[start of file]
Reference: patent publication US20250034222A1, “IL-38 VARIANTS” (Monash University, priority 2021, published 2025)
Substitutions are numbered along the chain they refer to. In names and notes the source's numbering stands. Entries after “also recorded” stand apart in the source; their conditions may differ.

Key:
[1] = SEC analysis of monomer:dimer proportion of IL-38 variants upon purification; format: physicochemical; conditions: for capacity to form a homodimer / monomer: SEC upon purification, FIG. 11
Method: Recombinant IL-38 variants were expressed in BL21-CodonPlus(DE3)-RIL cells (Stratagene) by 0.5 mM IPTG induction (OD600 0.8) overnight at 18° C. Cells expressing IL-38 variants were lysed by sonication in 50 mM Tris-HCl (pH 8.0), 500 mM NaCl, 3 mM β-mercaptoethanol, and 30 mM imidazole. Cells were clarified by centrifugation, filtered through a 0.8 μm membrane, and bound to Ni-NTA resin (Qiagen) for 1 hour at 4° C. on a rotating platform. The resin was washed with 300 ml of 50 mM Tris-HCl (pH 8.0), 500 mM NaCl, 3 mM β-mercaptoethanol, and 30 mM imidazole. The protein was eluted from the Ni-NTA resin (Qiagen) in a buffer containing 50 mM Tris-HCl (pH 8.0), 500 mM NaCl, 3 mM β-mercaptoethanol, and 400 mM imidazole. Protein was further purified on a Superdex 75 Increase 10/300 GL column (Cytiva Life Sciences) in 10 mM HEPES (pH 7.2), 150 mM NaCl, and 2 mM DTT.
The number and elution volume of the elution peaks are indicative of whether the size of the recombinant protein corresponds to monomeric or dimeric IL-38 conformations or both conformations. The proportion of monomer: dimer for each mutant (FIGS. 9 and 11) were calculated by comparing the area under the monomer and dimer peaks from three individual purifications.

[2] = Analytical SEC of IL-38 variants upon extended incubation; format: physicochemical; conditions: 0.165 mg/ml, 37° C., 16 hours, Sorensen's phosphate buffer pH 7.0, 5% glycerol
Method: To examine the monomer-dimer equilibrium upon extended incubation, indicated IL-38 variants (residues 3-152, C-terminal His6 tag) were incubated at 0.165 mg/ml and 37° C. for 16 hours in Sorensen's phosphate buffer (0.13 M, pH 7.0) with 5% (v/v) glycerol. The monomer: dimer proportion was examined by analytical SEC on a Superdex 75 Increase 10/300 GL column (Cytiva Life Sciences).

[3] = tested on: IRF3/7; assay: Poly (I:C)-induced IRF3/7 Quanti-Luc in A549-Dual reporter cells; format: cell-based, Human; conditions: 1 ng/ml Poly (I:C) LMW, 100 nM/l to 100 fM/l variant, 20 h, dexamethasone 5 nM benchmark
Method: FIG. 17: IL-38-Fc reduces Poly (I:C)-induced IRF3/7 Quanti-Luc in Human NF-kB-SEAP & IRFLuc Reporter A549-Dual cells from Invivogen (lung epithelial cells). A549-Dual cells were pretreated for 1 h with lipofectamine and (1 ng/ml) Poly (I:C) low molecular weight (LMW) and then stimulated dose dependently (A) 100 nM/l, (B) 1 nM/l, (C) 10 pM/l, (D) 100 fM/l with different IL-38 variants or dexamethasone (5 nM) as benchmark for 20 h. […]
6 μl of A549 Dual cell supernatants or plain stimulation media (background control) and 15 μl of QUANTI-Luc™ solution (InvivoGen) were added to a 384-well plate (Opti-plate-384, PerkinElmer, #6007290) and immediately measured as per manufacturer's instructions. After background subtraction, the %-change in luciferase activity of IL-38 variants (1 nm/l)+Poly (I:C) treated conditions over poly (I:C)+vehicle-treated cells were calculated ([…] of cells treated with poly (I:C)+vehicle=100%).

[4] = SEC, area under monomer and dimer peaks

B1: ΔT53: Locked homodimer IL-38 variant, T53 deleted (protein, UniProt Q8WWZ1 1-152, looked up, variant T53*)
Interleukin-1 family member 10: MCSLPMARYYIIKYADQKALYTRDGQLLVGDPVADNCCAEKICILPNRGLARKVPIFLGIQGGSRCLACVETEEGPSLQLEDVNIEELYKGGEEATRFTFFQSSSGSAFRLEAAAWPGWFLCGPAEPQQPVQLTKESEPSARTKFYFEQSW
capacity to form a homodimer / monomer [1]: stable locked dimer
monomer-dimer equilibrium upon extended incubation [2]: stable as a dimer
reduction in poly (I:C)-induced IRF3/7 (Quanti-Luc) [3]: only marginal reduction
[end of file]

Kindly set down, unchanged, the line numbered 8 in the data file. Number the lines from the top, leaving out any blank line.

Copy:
Method: To examine the monomer-dimer equilibrium upon extended incubation, indicated IL-38 variants (residues 3-152, C-terminal His6 tag) were incubated at 0.165 mg/ml and 37° C. for 16 hours in Sorensen's phosphate buffer (0.13 M, pH 7.0) with 5% (v/v) glycerol. The monomer: dimer proportion was examined by analytical SEC on a Superdex 75 Increase 10/300 GL column (Cytiva Life Sciences).